If anyone has seen the riveting movie “Taken” or sat through the “The Hangover 2”, you have a small peek into the global problem of sex trafficking. These movies are great in their eye catching, dramatic and hilarious plot lines. In “Taken” a man’s daughter is kidnapped on a trip to Paris and is abused, drugged and almost sucked to a global trafficking web. And in the “Hangover 2”, the scene portrays the incredibly visible sex industry in Thailand. They offer a small and a slightly sensational window into how sex trafficking is perceived by the popular media. But with my research this year, I have fortunately had the chance to understand sex trafficking at a deeper level. Specifically, I have looked at sex trafficking through a lens of gender and human relations.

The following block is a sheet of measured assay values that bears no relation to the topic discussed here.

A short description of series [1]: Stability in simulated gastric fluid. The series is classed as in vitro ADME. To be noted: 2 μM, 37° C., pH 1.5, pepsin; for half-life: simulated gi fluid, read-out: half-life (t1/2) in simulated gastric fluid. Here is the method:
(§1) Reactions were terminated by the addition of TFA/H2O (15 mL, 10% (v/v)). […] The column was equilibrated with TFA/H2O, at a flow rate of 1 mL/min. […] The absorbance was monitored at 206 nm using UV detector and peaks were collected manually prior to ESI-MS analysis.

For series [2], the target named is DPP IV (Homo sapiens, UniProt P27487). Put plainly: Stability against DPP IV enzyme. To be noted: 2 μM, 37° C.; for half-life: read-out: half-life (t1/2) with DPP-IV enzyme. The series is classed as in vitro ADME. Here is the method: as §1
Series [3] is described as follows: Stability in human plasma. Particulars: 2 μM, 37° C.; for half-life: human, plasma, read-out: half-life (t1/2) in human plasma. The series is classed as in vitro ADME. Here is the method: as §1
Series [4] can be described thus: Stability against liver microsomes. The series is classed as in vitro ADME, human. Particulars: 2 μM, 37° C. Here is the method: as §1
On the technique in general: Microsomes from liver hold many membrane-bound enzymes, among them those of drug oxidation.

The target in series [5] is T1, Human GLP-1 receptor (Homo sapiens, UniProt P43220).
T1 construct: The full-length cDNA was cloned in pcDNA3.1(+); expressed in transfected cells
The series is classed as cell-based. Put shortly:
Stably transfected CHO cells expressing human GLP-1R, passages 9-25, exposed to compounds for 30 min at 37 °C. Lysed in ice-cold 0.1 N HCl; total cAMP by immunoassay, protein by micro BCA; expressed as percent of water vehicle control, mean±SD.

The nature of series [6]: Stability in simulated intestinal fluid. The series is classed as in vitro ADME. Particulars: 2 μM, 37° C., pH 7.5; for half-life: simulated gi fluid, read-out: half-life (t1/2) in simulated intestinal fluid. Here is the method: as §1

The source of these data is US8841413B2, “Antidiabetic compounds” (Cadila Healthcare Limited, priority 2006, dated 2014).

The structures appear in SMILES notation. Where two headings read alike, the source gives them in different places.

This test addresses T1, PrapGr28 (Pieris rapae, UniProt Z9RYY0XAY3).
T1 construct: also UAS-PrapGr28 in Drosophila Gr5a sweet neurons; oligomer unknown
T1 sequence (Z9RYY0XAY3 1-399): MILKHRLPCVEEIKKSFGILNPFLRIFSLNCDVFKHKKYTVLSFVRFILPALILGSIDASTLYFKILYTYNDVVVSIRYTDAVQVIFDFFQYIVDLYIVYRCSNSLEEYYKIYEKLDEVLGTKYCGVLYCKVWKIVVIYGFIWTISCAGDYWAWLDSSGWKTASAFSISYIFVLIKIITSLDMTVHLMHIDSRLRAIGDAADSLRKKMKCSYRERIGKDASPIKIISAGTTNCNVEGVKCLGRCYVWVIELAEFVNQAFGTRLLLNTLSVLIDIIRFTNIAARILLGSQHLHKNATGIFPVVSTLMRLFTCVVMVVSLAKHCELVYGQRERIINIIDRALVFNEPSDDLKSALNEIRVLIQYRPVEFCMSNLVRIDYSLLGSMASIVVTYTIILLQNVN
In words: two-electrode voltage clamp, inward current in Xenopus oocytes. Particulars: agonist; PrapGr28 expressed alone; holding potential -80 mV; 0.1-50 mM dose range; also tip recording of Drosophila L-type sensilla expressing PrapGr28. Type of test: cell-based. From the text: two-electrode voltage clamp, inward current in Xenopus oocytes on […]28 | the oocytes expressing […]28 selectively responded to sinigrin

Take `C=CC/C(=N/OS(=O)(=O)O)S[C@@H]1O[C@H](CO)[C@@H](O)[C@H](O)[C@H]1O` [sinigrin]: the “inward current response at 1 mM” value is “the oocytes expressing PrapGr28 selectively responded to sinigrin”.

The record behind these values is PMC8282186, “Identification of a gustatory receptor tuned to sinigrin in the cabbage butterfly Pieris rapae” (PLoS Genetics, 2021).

While I have looked at the initial problem of women getting involved in sex trafficking, I have focused my project on the inevitable relapse of women back into sex trafficking. Police raids and planned escapes can physically displace a female victim from the brothel, however, that is not the end of the story. For example, she may have an emotional or economic attachment to the certain brothel. Another possibility is that she might have a drug addiction that is satisfied at a certain supplying brothel. Whatever it may be, these detracting problems of drug abuse and attachment are compounded by various different factors. In countries such as Thailand, gender inequalities in Thai culture can affect a woman’s self-perception, power and niche in society. Often times, these compounded factors can send women back into sex trafficking in spite of efforts to free them.